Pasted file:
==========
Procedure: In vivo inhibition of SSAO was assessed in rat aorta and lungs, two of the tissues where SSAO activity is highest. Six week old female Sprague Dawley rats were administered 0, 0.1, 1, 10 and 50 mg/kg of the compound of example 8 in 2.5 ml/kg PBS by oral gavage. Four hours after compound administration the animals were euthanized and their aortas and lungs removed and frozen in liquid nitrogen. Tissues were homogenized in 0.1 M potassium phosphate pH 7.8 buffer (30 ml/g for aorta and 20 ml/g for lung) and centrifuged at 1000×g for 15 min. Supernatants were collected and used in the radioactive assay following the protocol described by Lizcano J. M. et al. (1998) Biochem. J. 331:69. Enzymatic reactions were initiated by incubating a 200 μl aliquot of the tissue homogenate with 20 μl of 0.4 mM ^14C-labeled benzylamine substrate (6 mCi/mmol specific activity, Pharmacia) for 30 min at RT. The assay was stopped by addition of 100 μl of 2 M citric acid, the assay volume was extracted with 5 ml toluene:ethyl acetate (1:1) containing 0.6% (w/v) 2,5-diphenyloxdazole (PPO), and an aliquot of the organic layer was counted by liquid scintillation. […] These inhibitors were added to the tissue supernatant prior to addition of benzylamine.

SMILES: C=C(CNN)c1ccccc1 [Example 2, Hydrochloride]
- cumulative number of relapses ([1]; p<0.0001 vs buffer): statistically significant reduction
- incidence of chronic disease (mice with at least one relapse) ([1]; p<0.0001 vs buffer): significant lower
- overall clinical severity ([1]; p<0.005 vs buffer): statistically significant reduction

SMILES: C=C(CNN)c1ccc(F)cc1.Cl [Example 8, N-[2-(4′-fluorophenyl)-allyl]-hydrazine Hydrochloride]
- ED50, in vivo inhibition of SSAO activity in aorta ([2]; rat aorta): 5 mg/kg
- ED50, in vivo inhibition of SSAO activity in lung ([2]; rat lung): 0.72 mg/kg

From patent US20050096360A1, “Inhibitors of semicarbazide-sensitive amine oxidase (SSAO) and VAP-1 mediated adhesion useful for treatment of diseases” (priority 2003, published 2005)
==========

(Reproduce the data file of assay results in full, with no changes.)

Procedure: In vivo inhibition of SSAO was assessed in rat aorta and lungs, two of the tissues where SSAO activity is highest. Six week old female Sprague Dawley rats were administered 0, 0.1, 1, 10 and 50 mg/kg of the compound of example 8 in 2.5 ml/kg PBS by oral gavage. Four hours after compound administration the animals were euthanized and their aortas and lungs removed and frozen in liquid nitrogen. Tissues were homogenized in 0.1 M potassium phosphate pH 7.8 buffer (30 ml/g for aorta and 20 ml/g for lung) and centrifuged at 1000×g for 15 min. Supernatants were collected and used in the radioactive assay following the protocol described by Lizcano J. M. et al. (1998) Biochem. J. 331:69. Enzymatic reactions were initiated by incubating a 200 μl aliquot of the tissue homogenate with 20 μl of 0.4 mM ^14C-labeled benzylamine substrate (6 mCi/mmol specific activity, Pharmacia) for 30 min at RT. The assay was stopped by addition of 100 μl of 2 M citric acid, the assay volume was extracted with 5 ml toluene:ethyl acetate (1:1) containing 0.6% (w/v) 2,5-diphenyloxdazole (PPO), and an aliquot of the organic layer was counted by liquid scintillation. […] These inhibitors were added to the tissue supernatant prior to addition of benzylamine.

SMILES: C=C(CNN)c1ccccc1 [Example 2, Hydrochloride]
- cumulative number of relapses ([1]; p<0.0001 vs buffer): statistically significant reduction
- incidence of chronic disease (mice with at least one relapse) ([1]; p<0.0001 vs buffer): significant lower
- overall clinical severity ([1]; p<0.005 vs buffer): statistically significant reduction

SMILES: C=C(CNN)c1ccc(F)cc1.Cl [Example 8, N-[2-(4′-fluorophenyl)-allyl]-hydrazine Hydrochloride]
- ED50, in vivo inhibition of SSAO activity in aorta ([2]; rat aorta): 5 mg/kg
- ED50, in vivo inhibition of SSAO activity in lung ([2]; rat lung): 0.72 mg/kg

From patent US20050096360A1, “Inhibitors of semicarbazide-sensitive amine oxidase (SSAO) and VAP-1 mediated adhesion useful for treatment of diseases” (priority 2003, published 2005)